Github: alt.sources.* rides again, on steroids.

It’s back to he days of alt.sources.*.   With the advent of github, I seem to be building my favorite tools  from sources again most of the time.   They work better, faster with no waiting on packagers or vendors.

For something I was working on, I wound up having to clone part of a git tree into a new repository, which turned out to be surprisingly hard. This helped:

http://ariya.ofilabs.com/2014/07/extracting-parts-of-git-repository-and-keeping-the-history.html

But it lead to  pulling the source for for git itself to have git-subtree work

http://engineeredweb.com/blog/how-to-install-git-subtree/

and I’ve already decided that building  with the demise of Damien Cassou’s emacs snapshots https://launchpad.net/~cassou/+archive/ubuntu/emacs, the best route is to build emacs from the latest sources https://github.com/eludom/HOWTO/blob/master/emacsFromSrc.org, and for various reasons the same goes for org-mode https://github.com/eludom/HOWTO/blob/master/getLatestOrg.sh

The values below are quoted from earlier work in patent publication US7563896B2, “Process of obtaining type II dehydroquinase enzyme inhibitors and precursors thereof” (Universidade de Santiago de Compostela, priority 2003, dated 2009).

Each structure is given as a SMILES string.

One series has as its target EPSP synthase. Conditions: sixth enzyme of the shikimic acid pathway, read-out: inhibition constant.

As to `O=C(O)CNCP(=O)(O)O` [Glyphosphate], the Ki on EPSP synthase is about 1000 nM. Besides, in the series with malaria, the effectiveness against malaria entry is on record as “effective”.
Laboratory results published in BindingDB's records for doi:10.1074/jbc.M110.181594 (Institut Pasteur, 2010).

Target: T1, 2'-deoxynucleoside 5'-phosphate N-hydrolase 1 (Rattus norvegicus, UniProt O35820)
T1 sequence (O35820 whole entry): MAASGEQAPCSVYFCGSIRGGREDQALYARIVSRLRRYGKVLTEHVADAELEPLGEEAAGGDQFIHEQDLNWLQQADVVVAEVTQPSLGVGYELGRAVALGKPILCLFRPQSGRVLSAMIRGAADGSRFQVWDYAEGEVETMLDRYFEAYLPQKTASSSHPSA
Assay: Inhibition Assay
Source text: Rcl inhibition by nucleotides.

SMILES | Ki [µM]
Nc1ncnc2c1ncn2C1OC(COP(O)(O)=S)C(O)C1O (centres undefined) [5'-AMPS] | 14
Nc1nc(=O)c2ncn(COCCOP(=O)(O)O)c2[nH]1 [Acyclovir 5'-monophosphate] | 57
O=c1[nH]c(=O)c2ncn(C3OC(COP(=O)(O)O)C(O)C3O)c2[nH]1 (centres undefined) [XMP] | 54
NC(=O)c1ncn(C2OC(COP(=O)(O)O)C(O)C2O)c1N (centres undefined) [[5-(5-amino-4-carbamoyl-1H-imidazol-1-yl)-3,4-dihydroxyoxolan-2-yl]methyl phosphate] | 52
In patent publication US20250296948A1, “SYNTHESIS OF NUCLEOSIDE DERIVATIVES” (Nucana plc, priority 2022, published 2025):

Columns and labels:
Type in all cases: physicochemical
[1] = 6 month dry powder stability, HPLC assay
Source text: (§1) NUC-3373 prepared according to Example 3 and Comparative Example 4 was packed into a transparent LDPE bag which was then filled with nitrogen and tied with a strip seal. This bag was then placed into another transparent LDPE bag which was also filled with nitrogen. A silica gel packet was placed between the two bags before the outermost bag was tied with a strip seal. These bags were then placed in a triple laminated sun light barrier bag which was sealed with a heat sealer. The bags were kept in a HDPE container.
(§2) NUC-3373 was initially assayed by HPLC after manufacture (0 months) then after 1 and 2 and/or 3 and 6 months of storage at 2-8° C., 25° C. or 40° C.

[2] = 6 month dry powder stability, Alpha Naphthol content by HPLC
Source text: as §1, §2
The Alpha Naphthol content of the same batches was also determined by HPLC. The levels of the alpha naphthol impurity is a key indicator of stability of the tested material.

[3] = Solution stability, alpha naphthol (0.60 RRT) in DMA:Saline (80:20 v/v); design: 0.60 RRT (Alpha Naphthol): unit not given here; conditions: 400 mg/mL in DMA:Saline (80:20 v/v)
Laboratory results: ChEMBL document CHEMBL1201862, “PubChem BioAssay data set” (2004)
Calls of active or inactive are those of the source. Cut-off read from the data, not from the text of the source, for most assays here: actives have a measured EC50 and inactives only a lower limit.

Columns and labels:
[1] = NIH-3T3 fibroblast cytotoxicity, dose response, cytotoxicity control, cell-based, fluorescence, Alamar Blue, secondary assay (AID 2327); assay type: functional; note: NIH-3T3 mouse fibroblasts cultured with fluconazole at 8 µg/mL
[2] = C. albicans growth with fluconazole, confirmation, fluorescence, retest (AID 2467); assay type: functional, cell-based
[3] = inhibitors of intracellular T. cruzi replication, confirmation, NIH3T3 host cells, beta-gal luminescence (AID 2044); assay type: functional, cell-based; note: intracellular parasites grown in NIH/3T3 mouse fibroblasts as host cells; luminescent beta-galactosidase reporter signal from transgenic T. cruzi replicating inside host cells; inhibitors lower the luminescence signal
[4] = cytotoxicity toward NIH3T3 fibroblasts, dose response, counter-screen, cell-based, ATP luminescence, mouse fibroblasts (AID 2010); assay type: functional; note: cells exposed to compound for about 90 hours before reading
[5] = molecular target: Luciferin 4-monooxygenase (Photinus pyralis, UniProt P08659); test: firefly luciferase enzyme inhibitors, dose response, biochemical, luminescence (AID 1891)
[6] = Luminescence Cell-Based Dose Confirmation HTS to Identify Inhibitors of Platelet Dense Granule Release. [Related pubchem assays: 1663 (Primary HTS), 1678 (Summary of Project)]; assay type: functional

Things seem to have come full circle.   Back before RPM and apt-get we used to pull the latest source out of the local alt.sources.* Usenet archives and build everything (to this day I have a ~/src/ or ~/build/ directory on many  systems, but it’s migrating to ~/git/${GITHUB_USERNAME}/package

When an emacs user calls something aRcane…

I’m working through an online course on the R language https://www.coursera.org/course/rprog

I’m finding it quite arcane, retro, baroque. Just a few examples:

  • length(x)=5, assigning to a function to to set the length of an object? really ?
  • “1” based array index (FORTRAN, anyone?)
  • complete textual orientation (OK, not a problem for an emacs user)
  • Having to think about the size of objects being read in (echos of the days before virtual memory)

On the other hand, I was able to generate a heatmap in 3 lines of code (thanks to Bronwyn Woods for the pointer). I spent hours messing around with Python and JavaScript versions, but the R version Just Worked. Three lines. Amazing.

data <- data.frame(x=c(1,2,3), y=c(1,2,3), count=c(10,10,5))
library(lattice)
levelplot(count ~ x*y, data=data)

Rplots.jpg

Figure 1: Simple heatmap generated by R